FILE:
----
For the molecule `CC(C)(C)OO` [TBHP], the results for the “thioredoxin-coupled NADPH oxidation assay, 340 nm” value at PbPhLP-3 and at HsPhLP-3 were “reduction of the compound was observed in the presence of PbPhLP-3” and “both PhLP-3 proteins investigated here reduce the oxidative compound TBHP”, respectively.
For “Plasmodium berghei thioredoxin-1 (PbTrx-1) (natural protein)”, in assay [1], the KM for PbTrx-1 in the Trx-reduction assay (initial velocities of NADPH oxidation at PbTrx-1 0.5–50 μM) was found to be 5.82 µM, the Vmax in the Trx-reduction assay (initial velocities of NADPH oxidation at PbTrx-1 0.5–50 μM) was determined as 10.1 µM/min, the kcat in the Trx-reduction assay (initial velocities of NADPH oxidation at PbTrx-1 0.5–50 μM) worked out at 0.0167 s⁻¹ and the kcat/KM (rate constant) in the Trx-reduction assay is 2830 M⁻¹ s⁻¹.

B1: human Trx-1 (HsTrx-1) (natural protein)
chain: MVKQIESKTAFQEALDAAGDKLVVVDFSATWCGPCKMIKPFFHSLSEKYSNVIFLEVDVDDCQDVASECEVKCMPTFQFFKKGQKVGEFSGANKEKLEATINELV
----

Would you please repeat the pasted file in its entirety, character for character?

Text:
For the molecule `CC(C)(C)OO` [TBHP], the results for the “thioredoxin-coupled NADPH oxidation assay, 340 nm” value at PbPhLP-3 and at HsPhLP-3 were “reduction of the compound was observed in the presence of PbPhLP-3” and “both PhLP-3 proteins investigated here reduce the oxidative compound TBHP”, respectively.
For “Plasmodium berghei thioredoxin-1 (PbTrx-1) (natural protein)”, in assay [1], the KM for PbTrx-1 in the Trx-reduction assay (initial velocities of NADPH oxidation at PbTrx-1 0.5–50 μM) was found to be 5.82 µM, the Vmax in the Trx-reduction assay (initial velocities of NADPH oxidation at PbTrx-1 0.5–50 μM) was determined as 10.1 µM/min, the kcat in the Trx-reduction assay (initial velocities of NADPH oxidation at PbTrx-1 0.5–50 μM) worked out at 0.0167 s⁻¹ and the kcat/KM (rate constant) in the Trx-reduction assay is 2830 M⁻¹ s⁻¹.

B1: human Trx-1 (HsTrx-1) (natural protein)
chain: MVKQIESKTAFQEALDAAGDKLVVVDFSATWCGPCKMIKPFFHSLSEKYSNVIFLEVDVDDCQDVASECEVKCMPTFQFFKKGQKVGEFSGANKEKLEATINELV